5 Birds That Suck: A Drunk Column
I hate birds. They're boring, we have absolutely nothing in common, and they are that specific type of up-close ugly that's usually just for human gums and newborns. But over Fourth of July weekend, I put aside my hatred and went bird watching as part of a proud tradition I started four years ago wherein I write a column about animals while consuming uncomfortable amounts of alcohol. I invented it as a drinking game that allowed me to do my job on a holiday weekend while still showing my country I love her. The rules are simple: I drink every time I have to do any research for the article (as denoted by an asterisk), and I'm not allowed to quit until it's done. That's it. In fact, I was probably overreaching earlier when I called it "proud."
This year I upped the stakes by heading out into the field, rather than just sitting in front of a computer; unfortunately, actual wildlife is hard to come by in Los Angeles. Friends suggested that the best place to see animals in the city without the risk of immediately being arrested for drinking in public would be birding along the Los Angeles River.
Behold the natural beauty.
So I packed a camera, a notebook, a birding guide from the library (that I was unquestionably the first person to ever open), and a CamelBak full of booze. My wife was kind enough to burn a Saturday driving me and keeping me focused along the way when I lost interest or tried to climb on stuff instead.
Below I have transcribed everything I wrote (minus spelling errors and gibberish) about my adventure in that weepy discharge of waste Los Angeles pretends is a river and the only animals dumb enough to splash around in it. Other than me, obviously.
Mother Nature threw me a softball to start. We hopped the fence to the river and immediately spotted three crows fighting over a Doritos bag on a telephone pole. Crows may be the only bird I know well. They're essentially tiny flying octopi; they're experts at solving puzzles, building tools, and developing multilateral approaches to the situation in Ukraine. Science had no idea just how intelligent they were until recently, when an ornithologist caught them in the wild memorizing our faces. Overnight, a species that used to only be a harbinger of death in fiction suddenly became the spirit animal of pop culture. But as stunningly intelligent as crows can be, they're also kind of dicks.
Crows frequently orchestrate cat fights for no other reason than the thrill of secondhand violence. Crows know that even a neutered domesticated animal is only a hairsbreadth away from falling back on some instinctual savagery. The same weird satisfaction you feel watching nerds fistfight over the rules of Warhammer, crows feel while watching house cats clumsily try to tap into that atrophied beast within themselves so they can remember how a mauling is supposed to go.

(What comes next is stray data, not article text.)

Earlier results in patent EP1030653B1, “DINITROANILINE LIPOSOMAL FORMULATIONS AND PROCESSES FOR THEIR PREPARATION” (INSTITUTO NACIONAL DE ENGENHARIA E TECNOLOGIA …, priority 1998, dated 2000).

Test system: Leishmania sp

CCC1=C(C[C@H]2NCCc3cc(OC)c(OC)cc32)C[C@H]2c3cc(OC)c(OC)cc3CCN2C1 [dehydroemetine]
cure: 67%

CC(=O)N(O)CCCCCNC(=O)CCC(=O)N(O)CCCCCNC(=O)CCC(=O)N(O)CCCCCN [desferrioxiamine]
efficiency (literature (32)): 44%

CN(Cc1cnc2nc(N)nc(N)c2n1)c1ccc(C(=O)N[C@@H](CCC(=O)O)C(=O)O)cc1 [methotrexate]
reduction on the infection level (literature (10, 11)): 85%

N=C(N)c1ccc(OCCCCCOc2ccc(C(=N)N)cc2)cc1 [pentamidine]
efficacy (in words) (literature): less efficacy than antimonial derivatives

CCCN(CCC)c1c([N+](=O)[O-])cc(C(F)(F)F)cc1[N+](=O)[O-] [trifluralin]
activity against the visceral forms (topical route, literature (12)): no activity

(Add those videos of crows making cats fight. I think there are at least three, so these drinks are in good faith: ***)
They're also famous for stealing the windshield wipers off of cars. Not to use them as nesting material or to solve cold fusion or anything, just to be generally awful, and presumably to murder each of us while we're doing 70 on the highway and a storm hits.
As I took pictures of the crows, I told my wife they may be the only bird I actually like, and she suggested that maybe it's because I can relate to their enthusiasm for fucking up someone else's day. I'm taking an extra two drinks just to soothe that sick burn she laid on me.**
Within seconds of photographing the crows, something the size of a pterodactyl swooped down to chase them away and claim the same spot, because apparently all the birds in Los Angeles love this goddamn telephone pole. The birding guide was not prepared for me to see anything that could eat a dog, so I had to rely on my phone instead.
The osprey has a distinctive white breast* and a black streak across its eyes* that make it easy to identify. If you picture Pris from Blade Runner as a bird of prey, you've pretty much got it. The osprey can have a wingspan of almost 6 feet* and belongs to an entirely different family from hawks, falcons, and eagles.* In fact, it's the only surviving member of the Pandionidae* family, which isn't that surprising because it looks like a weird Ice Age holdout that's supposed to be extinct by now.
That snowy plumage blends in perfectly in Los Angeles.